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Review Of The Drug Enforcement Administration's (DEA)
Control Of The Diversion Of Controlled Pharmaceuticals

Report Number I-2002-010
September 2002



  U.S. Department of Justice
Drug Enforcement Administration

Washington, DC 20537

       SEP 26 2002

TO: Paul A. Price
Assistant Inspector General
  for Evaluations and Inspections
FROM: George J. Cazenavette, III (original signed)
Chief Inspector
SUBJECT: OIG Review of the DEA Office of Diversion Control

The Drug Enforcement Administration has reviewed the Office of the Inspector General's (OIG) final draft audit report titled, Review of the Drug Enforcement Administration's (DEA) Control of tile Diversion of Controlled Pharmaceuticals and submits this memorandum as the DEA's formal written comments. Overall, the DEA concurs with the findings and recommendations made by the OIG. The report contained four recommendations for action. The OIG recommended that the DEA should:

  1. Increase investigative resources devoted to the controlled pharmaceutical diversion problem.

    DEA Response. Concur. The last year the Office of Diversion Control (OD) program received any significant increase in diversion investigative resources was for FY 1999, when the program received 50 Diversion Investigator (DI) positions. The DEA has requested an increase of 75 DI positions and $24,616 million for FY 2003. The FY 2003 budget is pending in Congress. An additional 22 DIs have also been requested for FY 2004. These resource enhancements will be evaluated as part of the budget approval process.

  2. Make a definitive decision regarding the roles, responsibilities, and law enforcement authorities of diversion investigators so that diversion investigations are timely and effective.

    DEA Response. Concur. A decision paper on these issues has been prepared by the OD and is currently under review by DEA management. The decision paper will be provided for review to the Special Agent in Charge (SAC) Advisory Committee for its next meeting, scheduled for October 16, 2002. After this meeting, the SAC Committee will revise as appropriate and submit the decision paper to the Administrator for his determination on how to address the roles, responsibilities, and law enforcement authorities of diversion investigators.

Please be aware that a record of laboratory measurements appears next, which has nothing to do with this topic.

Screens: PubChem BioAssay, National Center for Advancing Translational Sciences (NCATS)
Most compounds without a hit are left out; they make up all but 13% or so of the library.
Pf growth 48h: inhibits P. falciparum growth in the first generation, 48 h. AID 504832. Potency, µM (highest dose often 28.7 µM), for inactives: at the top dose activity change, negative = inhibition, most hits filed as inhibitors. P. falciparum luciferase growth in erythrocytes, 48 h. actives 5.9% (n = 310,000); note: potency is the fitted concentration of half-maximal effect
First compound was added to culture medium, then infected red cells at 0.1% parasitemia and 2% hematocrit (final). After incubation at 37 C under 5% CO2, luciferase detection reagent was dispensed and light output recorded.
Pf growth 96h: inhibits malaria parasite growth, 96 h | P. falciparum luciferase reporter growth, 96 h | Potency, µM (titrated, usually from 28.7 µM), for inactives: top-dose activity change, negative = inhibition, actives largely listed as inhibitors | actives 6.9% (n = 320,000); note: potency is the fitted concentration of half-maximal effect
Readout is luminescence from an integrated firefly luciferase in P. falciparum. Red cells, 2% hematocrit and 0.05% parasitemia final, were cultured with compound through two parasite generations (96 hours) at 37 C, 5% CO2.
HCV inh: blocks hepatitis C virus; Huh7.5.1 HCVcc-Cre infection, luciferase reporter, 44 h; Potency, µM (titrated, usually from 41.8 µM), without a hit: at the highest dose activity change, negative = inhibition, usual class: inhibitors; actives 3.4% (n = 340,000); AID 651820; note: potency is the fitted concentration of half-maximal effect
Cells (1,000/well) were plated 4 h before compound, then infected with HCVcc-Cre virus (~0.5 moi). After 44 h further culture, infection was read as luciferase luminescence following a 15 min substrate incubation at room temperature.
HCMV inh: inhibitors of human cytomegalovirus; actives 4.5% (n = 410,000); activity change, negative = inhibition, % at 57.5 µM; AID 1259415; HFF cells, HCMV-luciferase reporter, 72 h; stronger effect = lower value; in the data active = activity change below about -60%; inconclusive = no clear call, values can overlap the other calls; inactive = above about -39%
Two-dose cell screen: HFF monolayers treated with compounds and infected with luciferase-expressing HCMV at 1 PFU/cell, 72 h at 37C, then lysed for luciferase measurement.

3. Train all DEA special agents in diversion investigation operations.

    DEA Response. Concur. DEA currently provides a two-hour block of diversion training to Special Agents during Basic Agent Training (BAT). DEA's Office of Training is currently assessing whether to institute additional diversion training either through a special course or via internet training. This assessment is in the early development stage.

  4. Ensure that the Online Investigations Project and the diversion intelligence group are established as projected and resourced to provide effective intelligence support to the OD. Also, the DEA should continue to explore additional intelligence capabilities to support the diversion investigators.

    DEA Response. Concur. The OD is continuing its development of its Online Investigations Project capabilities and has begun testing of the established program.

    The Intelligence Division at DEA Headquarters is in the process of completing a realignment of its resources. In the realignment it has been proposed that the Intelligence Division will have two intelligence units which will respond to dangerous drag issues. There will be a strategic and investigative unit which can be accessed by the Office of Diversion Control to assist them in strategic projects as well as investigative analysis.

The DEA will continue to keep the OIG apprised of its actions to implement the report's recommendations. If you have any questions regarding this response, please contact Marjorie Snider, Audit Liaison at 202-307-4119.